Charles E. Burchfield in his own words Share Tweet

Charles E. Burchfield (1893-1967), Appalachian Highway, 1939-41; watercolor on paper, 22 x 28 inches; Image from the Burchfield Penney Art Center Archives

Charles E. Burchfield (1893-1967), Appalachian Highway, 1939-41; watercolor on paper, 22 x 28 inches; Image from the Burchfield Penney Art Center Archives

Charles Burchfield, Journals, August 13-14, 1941

Sunday, August 14, 2016

August 13-14

To Emporium County sketching.

I was happy to be back again to this County, which I have grown to love.
I was late in starting, so it was not until one o’clock when I arrived at the point about 20 miles beyond Emporium, where I usually ate my lunch (on the 1939 trips). A truck was parked at this place, so I drove on to the berm of a hill that overlooks Sinnemahoning, I spread a blanket under the trees, and after resting awhile, ate my lunch with great relish. The night had been unseasonably cold (I later learned that  frost was reported in some places) and tho by noon the hot August sun beat down with power, under the trees, there was a chill, of autumn.

I spent the after noon making notes and studies for the three pictures I started in 1939 (The Great Hill, Late Afternoon in the Hills, and Appalachian Highway.) I did not finish until 6:30, then drove lazily towards Emporium.
Cold spring water.

Room at Hotel Brunner – more crowded than two years ago – forced to take a room on the third floor, in which the furnishings were really bad. The bed however proved to be excellent.
Dinner at the “Coffee-Shop” –

After eating for a walk westward through town. The great hills to the south brooding darkly over the town. The freight whistle – echoing + re-echoing thru the valley.
A carnival on the outskirts – I walked out and gazed at it unseeingly a moment, then returned to my room.

Awake at 7:00 – It seems like a gray cloudy day, but later I find this to be caused by the great blanket of fog that hovers just above the town.

To the Fire-tower south of the town – pleasant going up the long winding road.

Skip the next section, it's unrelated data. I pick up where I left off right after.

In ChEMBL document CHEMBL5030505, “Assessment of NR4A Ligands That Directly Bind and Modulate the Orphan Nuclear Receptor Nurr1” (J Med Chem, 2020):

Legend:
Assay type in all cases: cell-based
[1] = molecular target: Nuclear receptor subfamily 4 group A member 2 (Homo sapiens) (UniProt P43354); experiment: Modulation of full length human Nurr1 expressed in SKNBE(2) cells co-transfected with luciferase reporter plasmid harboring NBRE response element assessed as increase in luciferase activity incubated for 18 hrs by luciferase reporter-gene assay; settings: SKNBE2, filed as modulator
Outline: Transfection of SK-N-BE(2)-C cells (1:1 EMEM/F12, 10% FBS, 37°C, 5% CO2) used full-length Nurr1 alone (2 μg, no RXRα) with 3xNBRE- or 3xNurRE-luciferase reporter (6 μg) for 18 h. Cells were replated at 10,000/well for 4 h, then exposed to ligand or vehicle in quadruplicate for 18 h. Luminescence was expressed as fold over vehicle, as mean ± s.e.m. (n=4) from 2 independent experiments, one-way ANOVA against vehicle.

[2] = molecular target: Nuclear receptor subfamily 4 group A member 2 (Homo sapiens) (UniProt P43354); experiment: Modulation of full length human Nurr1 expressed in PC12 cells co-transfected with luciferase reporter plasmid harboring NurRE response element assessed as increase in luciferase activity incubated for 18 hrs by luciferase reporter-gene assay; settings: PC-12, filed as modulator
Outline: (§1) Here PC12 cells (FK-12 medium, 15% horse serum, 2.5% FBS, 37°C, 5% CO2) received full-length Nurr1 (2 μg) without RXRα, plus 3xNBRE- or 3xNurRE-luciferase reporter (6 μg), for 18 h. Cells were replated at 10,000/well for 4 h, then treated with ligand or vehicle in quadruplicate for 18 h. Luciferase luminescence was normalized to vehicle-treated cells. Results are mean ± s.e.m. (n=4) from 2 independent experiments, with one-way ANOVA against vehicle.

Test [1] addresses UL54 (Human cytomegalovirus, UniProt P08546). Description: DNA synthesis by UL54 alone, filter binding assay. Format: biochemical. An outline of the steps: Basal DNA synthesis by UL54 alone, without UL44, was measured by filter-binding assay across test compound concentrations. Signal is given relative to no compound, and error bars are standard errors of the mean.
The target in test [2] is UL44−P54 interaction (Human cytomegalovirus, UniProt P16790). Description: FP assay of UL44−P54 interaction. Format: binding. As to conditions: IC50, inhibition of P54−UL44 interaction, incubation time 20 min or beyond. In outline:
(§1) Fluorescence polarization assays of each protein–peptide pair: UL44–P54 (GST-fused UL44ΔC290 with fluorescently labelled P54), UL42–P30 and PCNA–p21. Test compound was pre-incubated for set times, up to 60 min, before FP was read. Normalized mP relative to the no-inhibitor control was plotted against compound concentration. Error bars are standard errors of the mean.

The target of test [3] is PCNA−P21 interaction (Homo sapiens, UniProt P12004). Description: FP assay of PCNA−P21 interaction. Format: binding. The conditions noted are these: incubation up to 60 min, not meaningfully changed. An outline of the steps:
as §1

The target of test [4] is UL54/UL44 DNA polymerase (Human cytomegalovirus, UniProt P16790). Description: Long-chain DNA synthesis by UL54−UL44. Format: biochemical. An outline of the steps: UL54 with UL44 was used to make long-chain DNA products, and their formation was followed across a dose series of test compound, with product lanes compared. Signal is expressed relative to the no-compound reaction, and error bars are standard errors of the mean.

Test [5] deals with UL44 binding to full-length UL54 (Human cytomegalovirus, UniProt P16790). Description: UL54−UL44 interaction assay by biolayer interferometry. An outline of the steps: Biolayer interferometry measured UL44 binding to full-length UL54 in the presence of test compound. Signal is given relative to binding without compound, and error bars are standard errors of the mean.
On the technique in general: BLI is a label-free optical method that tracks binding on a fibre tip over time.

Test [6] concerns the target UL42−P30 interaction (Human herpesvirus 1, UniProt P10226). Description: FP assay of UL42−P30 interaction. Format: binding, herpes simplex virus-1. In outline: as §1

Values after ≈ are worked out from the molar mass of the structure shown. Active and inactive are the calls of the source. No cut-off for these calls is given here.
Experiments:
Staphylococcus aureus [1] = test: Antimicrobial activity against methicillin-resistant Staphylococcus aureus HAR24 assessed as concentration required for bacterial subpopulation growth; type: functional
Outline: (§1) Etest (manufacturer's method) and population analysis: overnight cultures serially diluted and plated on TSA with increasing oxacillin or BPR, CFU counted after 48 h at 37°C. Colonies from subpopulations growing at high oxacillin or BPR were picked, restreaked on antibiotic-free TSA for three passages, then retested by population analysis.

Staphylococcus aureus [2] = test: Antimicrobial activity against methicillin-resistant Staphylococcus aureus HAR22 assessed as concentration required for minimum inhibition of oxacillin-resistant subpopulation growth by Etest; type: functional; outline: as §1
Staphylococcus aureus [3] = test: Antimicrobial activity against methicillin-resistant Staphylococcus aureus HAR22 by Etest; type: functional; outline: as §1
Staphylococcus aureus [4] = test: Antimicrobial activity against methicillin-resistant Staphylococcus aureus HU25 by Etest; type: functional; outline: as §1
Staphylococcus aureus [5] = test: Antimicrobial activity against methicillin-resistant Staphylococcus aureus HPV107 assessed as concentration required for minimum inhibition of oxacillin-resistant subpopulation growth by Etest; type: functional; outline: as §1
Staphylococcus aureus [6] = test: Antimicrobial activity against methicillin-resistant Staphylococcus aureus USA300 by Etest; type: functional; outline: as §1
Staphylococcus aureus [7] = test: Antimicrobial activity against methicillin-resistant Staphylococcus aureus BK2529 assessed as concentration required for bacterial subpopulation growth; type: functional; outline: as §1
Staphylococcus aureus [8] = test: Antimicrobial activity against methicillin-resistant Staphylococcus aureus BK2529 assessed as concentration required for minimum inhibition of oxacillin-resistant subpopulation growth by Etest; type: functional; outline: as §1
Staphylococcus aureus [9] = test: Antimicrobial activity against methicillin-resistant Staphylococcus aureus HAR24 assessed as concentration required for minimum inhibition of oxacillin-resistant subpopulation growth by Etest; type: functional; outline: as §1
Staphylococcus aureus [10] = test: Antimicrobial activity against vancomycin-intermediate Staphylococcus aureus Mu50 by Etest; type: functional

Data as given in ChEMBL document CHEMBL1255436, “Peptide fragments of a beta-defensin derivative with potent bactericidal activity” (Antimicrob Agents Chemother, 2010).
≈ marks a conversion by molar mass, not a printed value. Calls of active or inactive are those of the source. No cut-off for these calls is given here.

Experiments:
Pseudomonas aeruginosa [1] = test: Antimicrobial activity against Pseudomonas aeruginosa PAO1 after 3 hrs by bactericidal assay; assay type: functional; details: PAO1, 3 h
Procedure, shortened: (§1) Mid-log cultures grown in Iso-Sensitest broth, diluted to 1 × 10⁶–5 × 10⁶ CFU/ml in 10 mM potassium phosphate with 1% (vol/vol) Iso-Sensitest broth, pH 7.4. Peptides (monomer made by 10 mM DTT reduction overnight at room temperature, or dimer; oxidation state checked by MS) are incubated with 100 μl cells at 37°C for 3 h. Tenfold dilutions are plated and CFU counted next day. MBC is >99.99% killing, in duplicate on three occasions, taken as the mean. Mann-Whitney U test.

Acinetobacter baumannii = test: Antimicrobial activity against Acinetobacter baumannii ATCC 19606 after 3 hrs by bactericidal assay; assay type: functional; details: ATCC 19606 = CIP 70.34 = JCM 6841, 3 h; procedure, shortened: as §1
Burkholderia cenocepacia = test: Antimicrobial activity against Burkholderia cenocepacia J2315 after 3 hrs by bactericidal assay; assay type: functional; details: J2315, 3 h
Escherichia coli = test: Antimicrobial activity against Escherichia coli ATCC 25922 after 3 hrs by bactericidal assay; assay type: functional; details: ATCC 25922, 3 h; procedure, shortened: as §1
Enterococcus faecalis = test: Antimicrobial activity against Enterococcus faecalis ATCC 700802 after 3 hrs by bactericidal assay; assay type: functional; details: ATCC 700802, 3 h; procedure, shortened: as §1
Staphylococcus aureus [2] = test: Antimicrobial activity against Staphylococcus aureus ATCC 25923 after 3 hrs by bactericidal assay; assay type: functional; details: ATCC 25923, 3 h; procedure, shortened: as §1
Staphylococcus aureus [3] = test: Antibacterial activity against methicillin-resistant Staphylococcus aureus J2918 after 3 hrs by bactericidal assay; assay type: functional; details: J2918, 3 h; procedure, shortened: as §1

The great thistle.
To Sinnemahoning for lunch at the Sherbrooke Inn.

Back to Driftwood, where I had picked out a subject for my afternoon’s work. A view looking down on some houses at the base of a high steep hill, with a scraggly tulip-tree in front, the steep sunlight pouring down.

All afternoon painting with complete happiness.
The powerful echo here – has sounds reverberate hollowly thru the hills. A [unintelligible] on the wooded hillside – it evoked some long forgotten memories, perhaps con-genital. A car back-firing – the first echo was almost instantaneous – and seemed even louder than the initial sound – shouts of children at play, neighbors calling to each other – I wish I could express somehow the feeling these sounds gave me as they echoed + re-echoed thru the valley. Especially towards evening, as the sun declined in the west, and the misty blue-violet shadows slipped over the steep hillside, did it seem even more elemental – with something of melancholy about it.

I finished work – or rather change of light forced me to stoop – at abouot 5:30 – but I lingered, loath to leave the spot –

I finally tore myself away, as I had planned to return home on this day. The deep woods adjoining from Emporium to Smethport.
Supper at this turn – (the negro boy waiter – two men who came in, urging him to apologize to the principal of some school – told him to look them up when he came back to Olean – that he wasn’t supposed to leave the state etc.)

Route 59 to Bradford – a fine cement road. The ominous yellow afterglow brooding over the hills, casting deep shadows under the trees.
Salamanca – telephoned Bertha from a wayside lunchroom. The great black hill brooding to the east –

Fine driving along thru the dark landscape. When trees came close to the road, the sound of katy-dids.
Home at a quarter of eleven.

Charles Burchfield, Journals, August 13-14, 1941